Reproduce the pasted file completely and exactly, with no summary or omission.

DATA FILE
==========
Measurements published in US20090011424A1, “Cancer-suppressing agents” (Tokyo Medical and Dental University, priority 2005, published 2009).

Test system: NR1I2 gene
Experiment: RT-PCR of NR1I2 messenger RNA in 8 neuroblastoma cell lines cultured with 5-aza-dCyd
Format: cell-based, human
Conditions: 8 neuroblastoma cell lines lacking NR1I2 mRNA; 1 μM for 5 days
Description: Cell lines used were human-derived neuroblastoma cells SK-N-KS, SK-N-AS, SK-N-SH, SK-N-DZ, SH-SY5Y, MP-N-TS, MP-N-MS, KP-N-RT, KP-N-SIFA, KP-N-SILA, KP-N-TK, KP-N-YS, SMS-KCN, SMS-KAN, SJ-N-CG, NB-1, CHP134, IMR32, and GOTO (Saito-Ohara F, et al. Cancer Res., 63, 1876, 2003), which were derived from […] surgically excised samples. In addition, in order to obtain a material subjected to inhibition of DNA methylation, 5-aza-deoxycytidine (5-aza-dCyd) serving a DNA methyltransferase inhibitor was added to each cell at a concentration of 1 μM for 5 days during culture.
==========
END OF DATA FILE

Measurements published in US20090011424A1, “Cancer-suppressing agents” (Tokyo Medical and Dental University, priority 2005, published 2009).

Test system: NR1I2 gene
Experiment: RT-PCR of NR1I2 messenger RNA in 8 neuroblastoma cell lines cultured with 5-aza-dCyd
Format: cell-based, human
Conditions: 8 neuroblastoma cell lines lacking NR1I2 mRNA; 1 μM for 5 days
Description: Cell lines used were human-derived neuroblastoma cells SK-N-KS, SK-N-AS, SK-N-SH, SK-N-DZ, SH-SY5Y, MP-N-TS, MP-N-MS, KP-N-RT, KP-N-SIFA, KP-N-SILA, KP-N-TK, KP-N-YS, SMS-KCN, SMS-KAN, SJ-N-CG, NB-1, CHP134, IMR32, and GOTO (Saito-Ohara F, et al. Cancer Res., 63, 1876, 2003), which were derived from […] surgically excised samples. In addition, in order to obtain a material subjected to inhibition of DNA methylation, 5-aza-deoxycytidine (5-aza-dCyd) serving a DNA methyltransferase inhibitor was added to each cell at a concentration of 1 μM for 5 days during culture.